A journal following the history, design, construction and operation of Bernard Kempinski's O Scale model railroad depicting the U. S. Military Railroad (USMRR) Aquia-Falmouth line in 1863, and other model railroad projects.
©Bernard Kempinski All text and images, except as noted, on this blog are copyrighted by the author and may not be used without permission.

January 2, 2016

The year ahead.

The Brooke area on the Aquia Line is just about done.

Last year ended on a nice note as my wife and I both made birdies on the last round of golf we played on News Years Eve. Birdies are rare events for us, so we celebrate them when they happen. It was also a good year on the Aquia Line. The layout from Falmouth to Brooke is just about complete. This includes new flooring and skirts in that part of the layout. Just a few scenic details remain, but it's nice to have such a large piece of the layout done. The Model Railroad Video Plus crew visited in October to record it for an upcoming episode.

The next step on the Aquia Line is to begin laying track at Aquia Landing. Much of that track is on a wharf, so a I need to install that before  the track can go in. If I wanted to begin operations before that, I could lay a few tracks at the west end of Aquia Landing, and use it as a fiddle yard. But before doing that I have two major projects to complete, the Antebellum Alexandria Waterfront Diorama for the Alexandria Lyceum, and my next book for Kalmbach on marine terminals, wharves and ships. The Port of Los Angeles layout is for the book.  The PoLA layout is coming along nicely, and is fully operational. I need to wrap it up fairly soon.

I also have some new products for Alkem Scale Models coming out in 2016. The first is the HO Scale chain link fence. These are being etched now and should be available for sale in late January, 2016. Stay tuned for more new stuff from Alkem Scale Models too.

I am also considering a new WWI theme layout, possibly in On30 or O14 scale. The 009 scale Cambrai layout is scheduled to go to the B&O Museum, so that will be off my hands.

When I was working on the Model Railroads Go to War book, I purchased a few O scale WWI items, in particular an Neil Sayer Baldwin Gas Mechanical (shown at the left) and a bunch of figures from PLM. The gas mechanical was used by the US Army to support operations near the front. The other important engine the US Army used was a Baldwin 2-6-2 Tank Engine. That is not available in O scale. With only the gas mechanical available as an engine for the layout, I am thinking a very small switching layout depicting a front line supply depot might be interesting. Unlike my earlier layout set in Nov, 1917 in Flanders, this one would be set in July or August, 1918 in the Argonne or Vosges. This would allow me to try some more summer scenery, which I think I would enjoy.  There is a French Company that makes RTR freight cars for this era, so a lot of scratch building would not be necessary. The gas mech is an etched kit that I would need to build. Eventually I could scratch build the 2-6-2 if I like how the WWI layout works out (though the Backwoods Miniatures 2-6-2 is close).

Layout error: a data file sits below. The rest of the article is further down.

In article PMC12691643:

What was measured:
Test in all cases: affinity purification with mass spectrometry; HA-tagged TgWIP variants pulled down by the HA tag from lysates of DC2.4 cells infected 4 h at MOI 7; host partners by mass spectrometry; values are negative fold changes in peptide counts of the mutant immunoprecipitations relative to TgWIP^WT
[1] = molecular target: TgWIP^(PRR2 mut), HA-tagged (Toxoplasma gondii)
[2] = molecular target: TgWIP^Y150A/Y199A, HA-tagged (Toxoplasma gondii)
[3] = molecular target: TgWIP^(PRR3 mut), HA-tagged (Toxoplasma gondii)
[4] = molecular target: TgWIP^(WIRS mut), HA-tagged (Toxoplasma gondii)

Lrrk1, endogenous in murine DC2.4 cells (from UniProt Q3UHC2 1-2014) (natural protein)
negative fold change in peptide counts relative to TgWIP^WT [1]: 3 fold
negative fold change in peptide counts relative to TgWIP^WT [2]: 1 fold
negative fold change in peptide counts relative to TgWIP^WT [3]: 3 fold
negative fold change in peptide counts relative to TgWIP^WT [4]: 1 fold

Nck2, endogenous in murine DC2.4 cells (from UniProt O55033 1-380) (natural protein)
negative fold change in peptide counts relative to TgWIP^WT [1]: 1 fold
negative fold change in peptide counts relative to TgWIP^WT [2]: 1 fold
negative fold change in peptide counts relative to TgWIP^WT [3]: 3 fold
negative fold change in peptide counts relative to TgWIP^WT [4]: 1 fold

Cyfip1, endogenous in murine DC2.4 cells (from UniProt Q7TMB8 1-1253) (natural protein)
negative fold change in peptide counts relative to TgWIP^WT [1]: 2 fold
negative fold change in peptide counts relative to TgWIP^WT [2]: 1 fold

Why another layout?  Several reasons, not the least of which is I like building layouts. The WWI layout would be portable and would be taken to shows as part of the 100th year commemoration of the United States involvement in WWI. In particular it would  honor my namesake grandfather, Bernard Kempinski,  who served in the Army in WWI as a stable boy. He enlisted and lied about his age (he was 15). When he arrived at his unit in France, the commanders assigned him to the stables as they did not believe he was old enough to be in combat.

So there is a lot to look forward to in 2016. I hope you all have a prosperous and healthy new year, and that you continue to read and comment on this blog.


  1. That French site is intriguing. Very nice. The French did narrow-gauge with a certain je ne sais quoi.
    Assuming your scale is 1:43, rather than 1:48 (the Sayer kit appears to be 7mm - 1ft/1:43) then there was a kit made for a Baldwin 4-6-0 by Wrightlines. It's out of production now but ebay might be a source. Admittedly, I think the 4-6-0 was mainly used on the British front but there was a degree of make-do-and-mend and a serviceable loco was a serviceable loco. Bachmann have also promised a rtr version of the 4-6-0 in OO9 for some time in 2016.

    1. Yes, the 4-6-0 is primarily British use in WWI. Most of the UK WWI rolling stock is available. I have a good amount of it in 009.

      If I want to go O gauge (actually 1:43 as you noted), I will have to kit bash or scratch build a 2-6-2.

      Those French Pershing cars are very expensive at 60 Euro per car. But they do look nice.